Emmision spectra for Ne, Hg, and Na gases            Because atoms and molecules can exist only in certain specific energy states, the energy emitted by the excited molecule is limited to differences between these states. Only certain energies of light are emitted. The color of the glow is determined by the energy of the emitted light. The energy of the light is related to its wavelength by the equation E = hc/λ, where λ is the wavelength, h is Planck's constant (6.63 × 10-34 J sec), and c is the speed of light (3.00 × 108 m/sec). Therefore, only certain wavelengths of light are emitted by gases in a discharge tube. The figure shows how wavelength is related to color and the wavelengths of light emitted by several gases.

            Not all gas discharge lamps use gas at low pressure. In some discharge lamps, the pressure of the gas during operation is 1 to 2 atmospheres. These are “high-pressure” discharge lamps. Examples include mercury-vapor and sodium-vapor street lamps. These lamps operate in a similar fashion to low-pressure lamps. However, to start current flowing through a gas at high pressure requires a very high voltage. Once the current begins to flow, the voltage is reduced. In these lamps, the gas is actually ionized; the electrons traveling between the electrodes have enough energy to knock electrons out from the gas molecules.

Hg + e-(high energy) Hg+ + 2 e-(lower energy)

            The ions and electrons produced are accelerated in the electric field, contributing to the current and colliding with and exciting other molecules. In a high-pressure discharge, the concentration of excited molecules is much higher than in a low-pressure discharge. For this reason, these lamps are much brighter and more suitable for outdoor lighting.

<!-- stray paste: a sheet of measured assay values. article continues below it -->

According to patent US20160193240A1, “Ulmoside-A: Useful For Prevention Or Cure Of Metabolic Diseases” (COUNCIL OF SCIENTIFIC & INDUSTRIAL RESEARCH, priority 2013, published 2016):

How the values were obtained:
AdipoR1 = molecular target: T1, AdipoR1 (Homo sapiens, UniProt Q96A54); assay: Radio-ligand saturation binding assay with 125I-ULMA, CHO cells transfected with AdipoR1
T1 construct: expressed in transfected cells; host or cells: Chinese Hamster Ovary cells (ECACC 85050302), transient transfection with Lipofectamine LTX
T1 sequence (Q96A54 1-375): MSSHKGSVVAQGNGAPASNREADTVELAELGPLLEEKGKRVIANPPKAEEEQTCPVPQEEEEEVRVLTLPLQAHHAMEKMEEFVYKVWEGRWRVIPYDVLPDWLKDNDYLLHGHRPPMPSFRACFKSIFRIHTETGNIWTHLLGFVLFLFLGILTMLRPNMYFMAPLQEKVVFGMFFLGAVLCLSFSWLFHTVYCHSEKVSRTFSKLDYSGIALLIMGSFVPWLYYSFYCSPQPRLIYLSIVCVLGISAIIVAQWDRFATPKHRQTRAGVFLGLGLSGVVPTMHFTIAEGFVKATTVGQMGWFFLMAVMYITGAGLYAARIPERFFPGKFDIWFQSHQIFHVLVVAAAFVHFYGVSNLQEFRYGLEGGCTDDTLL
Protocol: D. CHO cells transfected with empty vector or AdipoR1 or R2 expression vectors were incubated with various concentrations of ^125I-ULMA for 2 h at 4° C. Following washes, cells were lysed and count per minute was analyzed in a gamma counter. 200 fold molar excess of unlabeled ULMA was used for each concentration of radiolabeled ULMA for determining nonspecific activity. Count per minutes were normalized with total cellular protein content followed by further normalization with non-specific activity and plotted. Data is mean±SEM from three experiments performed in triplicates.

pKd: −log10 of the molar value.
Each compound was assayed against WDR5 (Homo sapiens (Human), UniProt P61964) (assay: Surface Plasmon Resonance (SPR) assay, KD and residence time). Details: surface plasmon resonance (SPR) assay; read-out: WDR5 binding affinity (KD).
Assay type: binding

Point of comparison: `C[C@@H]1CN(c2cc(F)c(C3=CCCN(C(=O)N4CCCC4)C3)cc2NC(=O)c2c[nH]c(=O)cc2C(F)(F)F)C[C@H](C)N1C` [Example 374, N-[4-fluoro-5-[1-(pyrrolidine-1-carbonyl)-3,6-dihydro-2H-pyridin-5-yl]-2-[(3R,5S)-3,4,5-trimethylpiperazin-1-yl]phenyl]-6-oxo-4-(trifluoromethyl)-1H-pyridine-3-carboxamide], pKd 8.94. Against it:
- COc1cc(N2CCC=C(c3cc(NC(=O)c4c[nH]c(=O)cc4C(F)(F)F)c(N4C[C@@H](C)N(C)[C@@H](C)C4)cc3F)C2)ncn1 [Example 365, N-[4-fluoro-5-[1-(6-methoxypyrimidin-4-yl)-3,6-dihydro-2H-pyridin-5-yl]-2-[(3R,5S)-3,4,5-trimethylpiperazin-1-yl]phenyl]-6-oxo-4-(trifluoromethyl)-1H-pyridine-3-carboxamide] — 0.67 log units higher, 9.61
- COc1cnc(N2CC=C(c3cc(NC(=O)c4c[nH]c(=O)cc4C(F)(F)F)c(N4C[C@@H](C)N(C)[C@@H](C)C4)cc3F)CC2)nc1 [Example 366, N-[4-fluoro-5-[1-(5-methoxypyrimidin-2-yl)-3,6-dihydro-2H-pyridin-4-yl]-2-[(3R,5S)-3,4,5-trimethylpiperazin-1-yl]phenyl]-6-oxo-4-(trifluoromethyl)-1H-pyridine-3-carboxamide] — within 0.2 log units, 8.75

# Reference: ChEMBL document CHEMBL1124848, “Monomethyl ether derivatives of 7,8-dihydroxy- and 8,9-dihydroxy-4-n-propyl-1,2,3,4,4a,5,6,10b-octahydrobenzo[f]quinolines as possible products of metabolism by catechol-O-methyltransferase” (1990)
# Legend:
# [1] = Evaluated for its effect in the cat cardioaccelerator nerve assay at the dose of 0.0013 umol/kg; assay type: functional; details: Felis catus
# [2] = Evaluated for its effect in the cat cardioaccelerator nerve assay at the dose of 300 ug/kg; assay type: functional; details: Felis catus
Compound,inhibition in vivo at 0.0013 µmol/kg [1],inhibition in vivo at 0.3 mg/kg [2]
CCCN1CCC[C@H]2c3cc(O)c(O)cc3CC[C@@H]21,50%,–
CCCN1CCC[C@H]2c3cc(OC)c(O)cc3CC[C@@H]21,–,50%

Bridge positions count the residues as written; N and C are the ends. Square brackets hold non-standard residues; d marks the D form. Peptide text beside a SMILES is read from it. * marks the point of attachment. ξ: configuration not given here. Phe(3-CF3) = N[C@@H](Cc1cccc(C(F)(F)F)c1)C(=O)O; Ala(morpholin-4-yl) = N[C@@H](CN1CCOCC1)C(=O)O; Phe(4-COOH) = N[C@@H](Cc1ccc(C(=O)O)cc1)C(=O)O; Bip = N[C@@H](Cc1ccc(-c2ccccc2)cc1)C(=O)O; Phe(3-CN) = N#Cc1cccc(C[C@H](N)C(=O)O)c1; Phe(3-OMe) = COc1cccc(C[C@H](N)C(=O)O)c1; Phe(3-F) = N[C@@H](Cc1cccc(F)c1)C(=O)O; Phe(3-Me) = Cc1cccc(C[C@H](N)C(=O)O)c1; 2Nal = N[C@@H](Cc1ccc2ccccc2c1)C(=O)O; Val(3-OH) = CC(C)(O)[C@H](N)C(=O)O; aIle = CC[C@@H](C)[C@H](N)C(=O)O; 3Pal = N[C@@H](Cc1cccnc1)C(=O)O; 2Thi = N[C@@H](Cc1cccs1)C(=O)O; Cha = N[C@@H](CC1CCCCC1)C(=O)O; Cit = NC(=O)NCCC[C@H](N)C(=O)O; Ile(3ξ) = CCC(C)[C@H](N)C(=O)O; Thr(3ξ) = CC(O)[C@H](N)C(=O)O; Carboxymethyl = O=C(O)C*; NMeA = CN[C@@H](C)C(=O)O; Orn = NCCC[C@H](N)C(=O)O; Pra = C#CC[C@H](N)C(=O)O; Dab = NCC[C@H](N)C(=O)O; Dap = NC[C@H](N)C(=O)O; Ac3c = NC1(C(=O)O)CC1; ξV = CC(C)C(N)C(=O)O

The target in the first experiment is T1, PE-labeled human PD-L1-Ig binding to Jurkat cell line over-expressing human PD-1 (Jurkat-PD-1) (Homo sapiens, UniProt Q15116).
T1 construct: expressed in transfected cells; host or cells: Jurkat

Gas-discharge lamps are more efficient than incandescent lamps. Incandescent lamps operate by heating a tungsten filament so hot that it glows. A great deal of the energy consumed in this process is used to heat the filament. Only 18% of the energy consumed by a typical 100-watt incandescent light bulb is converted into visible light. In contrast, discharge lamps convert over 50% of the energy they consume into visible light. The efficiency of fluorescent lamps approaches 80%.

            A gas-discharge tube is the heart of many lasers, such as the He-Ne laser. This laser contains a discharge tube filled with 85% helium and 15% neon at a pressure of 2–3 torr. At each end of the tube is a mirror. Some of the light emitted by the excited gas molecules becomes trapped between the mirrors, being reflected back and forth repeatedly. When this light passes excited gas molecules, it stimulates them to emit their energy parallel to the passing light. The effect of this is to amplify the intensity of the light beam trapped between the mirrors. (The word “laser” is an acronym from light amplification by stimulated emission of radiation.) One of the mirrors allows about 1% of the light to pass through it, and a parallel beam of monochromatic light leaves the tube. The He-Ne laser emits light with a wavelength of 632.8165 nm. This light is produced by excited neon atoms. The presence of helium in the discharge tube increases the intensity of neon's emission by a factor of 200. The helium absorbs energy from the electrons and transfers it to neon, which is a more efficient emitter.